Volume 23, Number 1 (2021)
From the Editor
Last year, 2020, was one most of us wanted to leave behind. But most of us will not forget it, because of the illness and death inflicted on our families and communities by COVID-19 and because of the post-election divisions largely created by blatantly false accusations and claims. Unfortunately, this year, 2021, began with right-wing mobs attacking the U.S. Capitol and the constitutional process Congress was conducting at the time.
2021 has inherited COVID-19 as well as political divisions. With the new vaccines, the health crisis is coming under control in the U.S, although not yet across much of the world. With the Biden administration in place and the increasing public willingness never to allow another mob to threaten the people's will, we hope and pray that the current year will help "turn the page" on the recent past and allow the people to begin writing a new chapter.
It is crucial, however, that we do not forget or become silent in response to the voices of the pandemic's victims. It is not possible to hide the large numbers of COVID victims who were Black, Latinoax, Native American, and elderly. The poor have been COVID's victims mostly because of the unequal access to housing and health services the U.S. has accepted as "normal." It is equally indispensable, therefore, that we acknowledge the white privileging pillars on which that "normal" has been historically built. Acceptable racism is a significant and cruel bond that tied COVID's victimization of poor, non-white communities to the right-wing ideology of the mobs that attacked the U.S. Capitol. To this also add the U.S.'s historically ingrained and normalized aporophobia—the fearful disdain of the poor.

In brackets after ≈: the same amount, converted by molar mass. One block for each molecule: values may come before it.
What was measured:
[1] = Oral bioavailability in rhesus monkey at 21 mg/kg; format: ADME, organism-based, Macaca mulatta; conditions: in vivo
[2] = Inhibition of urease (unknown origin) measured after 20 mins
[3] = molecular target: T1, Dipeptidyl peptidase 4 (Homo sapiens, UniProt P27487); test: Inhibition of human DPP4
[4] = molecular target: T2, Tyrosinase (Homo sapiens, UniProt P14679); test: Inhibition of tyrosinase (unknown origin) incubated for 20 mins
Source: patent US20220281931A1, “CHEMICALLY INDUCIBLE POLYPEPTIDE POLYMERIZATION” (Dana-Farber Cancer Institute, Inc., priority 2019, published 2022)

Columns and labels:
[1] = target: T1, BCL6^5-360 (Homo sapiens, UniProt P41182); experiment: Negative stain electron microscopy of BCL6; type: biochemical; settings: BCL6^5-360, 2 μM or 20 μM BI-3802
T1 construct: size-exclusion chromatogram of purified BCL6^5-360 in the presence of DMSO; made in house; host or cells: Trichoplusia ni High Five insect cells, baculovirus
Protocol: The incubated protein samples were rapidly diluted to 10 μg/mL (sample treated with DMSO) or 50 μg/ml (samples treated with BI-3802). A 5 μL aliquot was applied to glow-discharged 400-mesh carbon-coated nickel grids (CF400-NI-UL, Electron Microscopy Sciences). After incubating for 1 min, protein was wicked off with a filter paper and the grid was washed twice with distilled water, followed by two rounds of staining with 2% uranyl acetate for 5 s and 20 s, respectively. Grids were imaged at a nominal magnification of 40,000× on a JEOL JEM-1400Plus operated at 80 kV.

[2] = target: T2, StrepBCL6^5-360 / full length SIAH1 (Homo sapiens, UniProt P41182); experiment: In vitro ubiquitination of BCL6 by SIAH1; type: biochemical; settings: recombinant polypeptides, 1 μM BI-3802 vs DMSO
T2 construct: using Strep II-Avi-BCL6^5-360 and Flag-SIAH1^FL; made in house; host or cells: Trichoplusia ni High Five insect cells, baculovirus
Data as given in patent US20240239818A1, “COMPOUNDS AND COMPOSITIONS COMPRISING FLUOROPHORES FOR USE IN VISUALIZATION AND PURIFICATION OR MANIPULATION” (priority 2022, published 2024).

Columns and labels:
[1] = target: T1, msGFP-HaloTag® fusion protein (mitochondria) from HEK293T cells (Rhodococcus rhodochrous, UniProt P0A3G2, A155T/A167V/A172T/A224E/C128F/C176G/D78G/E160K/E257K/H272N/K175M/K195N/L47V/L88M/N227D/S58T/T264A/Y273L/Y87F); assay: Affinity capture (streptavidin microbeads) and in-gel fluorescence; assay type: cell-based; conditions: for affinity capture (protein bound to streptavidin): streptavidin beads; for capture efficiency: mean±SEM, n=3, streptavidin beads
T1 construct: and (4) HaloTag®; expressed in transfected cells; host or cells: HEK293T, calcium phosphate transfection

The deaths of George Floyd and the many other victims of police violence keep reminding us how far we still are from real justice, real inclusion, and real equality. The vital Black Lives Matter movement needs to be joined by a parallel movement of Latinoax Lives Matter . . . because Latinoax are just as unjustifiably victimized and criminalized in most of the country.
I hope that 2021 will be a significant improvement over its predecessor year. I realize that a new world will not be the result, but I pray that as a people we will move forward towards a more demonstrably inclusive, just, and democratic nation.
This new issue of the JHLT includes five articles. Teresa Torres (University of Missouri, Kansas City), Nelson Araque (Archdiocese of Miami), Francisco H. Castillo (Barry University), Alejandro López (Broward College), and Dempsey Rosales (St. Thomas University, Houston) offer us texts that will provoke readers’ reflection, responses, and renewed dialogues. Several insightful book reviews complete the Spring 2021 issue.
We offer the issue to our readers as we commence our twenty-third volume. The JHLT hopes to continue serving as a "must go to" publication for understanding, exploring, and developing Latinoax theologies and religious studies.
University of San Diego